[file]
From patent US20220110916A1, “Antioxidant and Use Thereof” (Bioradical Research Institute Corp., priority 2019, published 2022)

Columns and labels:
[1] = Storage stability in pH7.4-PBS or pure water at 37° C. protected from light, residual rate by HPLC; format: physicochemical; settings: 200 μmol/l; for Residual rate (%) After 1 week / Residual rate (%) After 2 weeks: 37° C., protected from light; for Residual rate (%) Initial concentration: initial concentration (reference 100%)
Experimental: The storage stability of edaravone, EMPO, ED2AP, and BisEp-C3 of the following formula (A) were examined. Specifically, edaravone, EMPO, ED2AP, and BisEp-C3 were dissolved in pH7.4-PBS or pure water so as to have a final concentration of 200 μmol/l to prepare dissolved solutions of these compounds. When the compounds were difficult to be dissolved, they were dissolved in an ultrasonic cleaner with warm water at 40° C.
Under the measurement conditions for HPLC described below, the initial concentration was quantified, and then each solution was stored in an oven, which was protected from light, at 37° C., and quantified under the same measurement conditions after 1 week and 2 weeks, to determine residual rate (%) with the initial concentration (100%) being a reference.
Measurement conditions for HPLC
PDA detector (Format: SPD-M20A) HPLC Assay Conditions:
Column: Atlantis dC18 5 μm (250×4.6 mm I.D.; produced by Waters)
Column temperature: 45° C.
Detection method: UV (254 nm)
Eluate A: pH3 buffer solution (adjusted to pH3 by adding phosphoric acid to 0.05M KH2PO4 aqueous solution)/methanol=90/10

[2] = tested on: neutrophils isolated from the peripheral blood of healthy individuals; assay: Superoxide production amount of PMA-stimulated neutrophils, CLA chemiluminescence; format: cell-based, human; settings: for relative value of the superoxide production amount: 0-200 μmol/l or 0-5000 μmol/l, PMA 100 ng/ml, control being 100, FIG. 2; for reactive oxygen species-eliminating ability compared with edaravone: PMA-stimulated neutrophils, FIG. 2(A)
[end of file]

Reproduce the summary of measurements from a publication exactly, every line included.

From patent US20220110916A1, “Antioxidant and Use Thereof” (Bioradical Research Institute Corp., priority 2019, published 2022)

Columns and labels:
[1] = Storage stability in pH7.4-PBS or pure water at 37° C. protected from light, residual rate by HPLC; format: physicochemical; settings: 200 μmol/l; for Residual rate (%) After 1 week / Residual rate (%) After 2 weeks: 37° C., protected from light; for Residual rate (%) Initial concentration: initial concentration (reference 100%)
Experimental: The storage stability of edaravone, EMPO, ED2AP, and BisEp-C3 of the following formula (A) were examined. Specifically, edaravone, EMPO, ED2AP, and BisEp-C3 were dissolved in pH7.4-PBS or pure water so as to have a final concentration of 200 μmol/l to prepare dissolved solutions of these compounds. When the compounds were difficult to be dissolved, they were dissolved in an ultrasonic cleaner with warm water at 40° C.
Under the measurement conditions for HPLC described below, the initial concentration was quantified, and then each solution was stored in an oven, which was protected from light, at 37° C., and quantified under the same measurement conditions after 1 week and 2 weeks, to determine residual rate (%) with the initial concentration (100%) being a reference.
Measurement conditions for HPLC
PDA detector (Format: SPD-M20A) HPLC Assay Conditions:
Column: Atlantis dC18 5 μm (250×4.6 mm I.D.; produced by Waters)
Column temperature: 45° C.
Detection method: UV (254 nm)
Eluate A: pH3 buffer solution (adjusted to pH3 by adding phosphoric acid to 0.05M KH2PO4 aqueous solution)/methanol=90/10

[2] = tested on: neutrophils isolated from the peripheral blood of healthy individuals; assay: Superoxide production amount of PMA-stimulated neutrophils, CLA chemiluminescence; format: cell-based, human; settings: for relative value of the superoxide production amount: 0-200 μmol/l or 0-5000 μmol/l, PMA 100 ng/ml, control being 100, FIG. 2; for reactive oxygen species-eliminating ability compared with edaravone: PMA-stimulated neutrophils, FIG. 2(A)